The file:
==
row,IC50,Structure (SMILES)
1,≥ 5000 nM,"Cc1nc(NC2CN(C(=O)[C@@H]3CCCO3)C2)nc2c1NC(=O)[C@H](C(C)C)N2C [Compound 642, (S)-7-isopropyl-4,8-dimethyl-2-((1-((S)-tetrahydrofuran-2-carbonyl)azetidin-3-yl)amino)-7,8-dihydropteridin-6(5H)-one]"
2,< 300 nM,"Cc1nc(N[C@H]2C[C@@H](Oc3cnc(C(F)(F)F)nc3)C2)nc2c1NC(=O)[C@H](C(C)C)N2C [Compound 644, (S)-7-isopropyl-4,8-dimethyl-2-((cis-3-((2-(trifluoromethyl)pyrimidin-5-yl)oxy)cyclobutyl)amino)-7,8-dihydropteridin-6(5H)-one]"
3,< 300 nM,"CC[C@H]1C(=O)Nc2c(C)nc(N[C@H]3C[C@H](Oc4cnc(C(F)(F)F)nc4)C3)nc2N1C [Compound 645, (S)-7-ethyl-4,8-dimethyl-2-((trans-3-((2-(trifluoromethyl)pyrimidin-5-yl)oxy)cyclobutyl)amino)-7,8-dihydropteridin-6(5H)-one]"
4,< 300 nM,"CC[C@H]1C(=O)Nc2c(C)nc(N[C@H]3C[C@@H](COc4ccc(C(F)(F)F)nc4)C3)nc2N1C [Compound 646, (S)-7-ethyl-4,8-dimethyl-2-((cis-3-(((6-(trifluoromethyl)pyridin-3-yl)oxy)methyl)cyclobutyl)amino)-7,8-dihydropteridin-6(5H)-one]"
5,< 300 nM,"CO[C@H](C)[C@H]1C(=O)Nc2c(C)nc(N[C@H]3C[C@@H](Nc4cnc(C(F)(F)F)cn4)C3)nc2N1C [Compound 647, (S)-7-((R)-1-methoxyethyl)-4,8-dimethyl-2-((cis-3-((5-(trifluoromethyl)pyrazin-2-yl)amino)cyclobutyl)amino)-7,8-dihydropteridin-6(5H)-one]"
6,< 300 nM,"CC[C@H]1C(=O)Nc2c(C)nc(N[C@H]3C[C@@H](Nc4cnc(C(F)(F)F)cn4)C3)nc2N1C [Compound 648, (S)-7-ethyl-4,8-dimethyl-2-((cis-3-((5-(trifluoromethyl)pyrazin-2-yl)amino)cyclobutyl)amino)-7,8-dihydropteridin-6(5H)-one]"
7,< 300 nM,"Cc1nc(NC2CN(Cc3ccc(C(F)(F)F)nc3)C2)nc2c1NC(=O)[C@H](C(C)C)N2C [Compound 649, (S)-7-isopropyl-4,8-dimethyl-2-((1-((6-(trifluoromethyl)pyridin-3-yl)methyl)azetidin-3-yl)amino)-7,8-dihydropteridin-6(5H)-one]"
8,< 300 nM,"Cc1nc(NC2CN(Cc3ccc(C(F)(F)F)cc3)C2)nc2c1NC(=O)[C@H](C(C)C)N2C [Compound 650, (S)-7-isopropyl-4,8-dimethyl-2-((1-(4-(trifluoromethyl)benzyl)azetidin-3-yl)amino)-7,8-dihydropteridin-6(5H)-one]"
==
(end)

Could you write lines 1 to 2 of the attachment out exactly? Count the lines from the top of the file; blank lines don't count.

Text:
row,IC50,Structure (SMILES)
1,≥ 5000 nM,"Cc1nc(NC2CN(C(=O)[C@@H]3CCCO3)C2)nc2c1NC(=O)[C@H](C(C)C)N2C [Compound 642, (S)-7-isopropyl-4,8-dimethyl-2-((1-((S)-tetrahydrofuran-2-carbonyl)azetidin-3-yl)amino)-7,8-dihydropteridin-6(5H)-one]"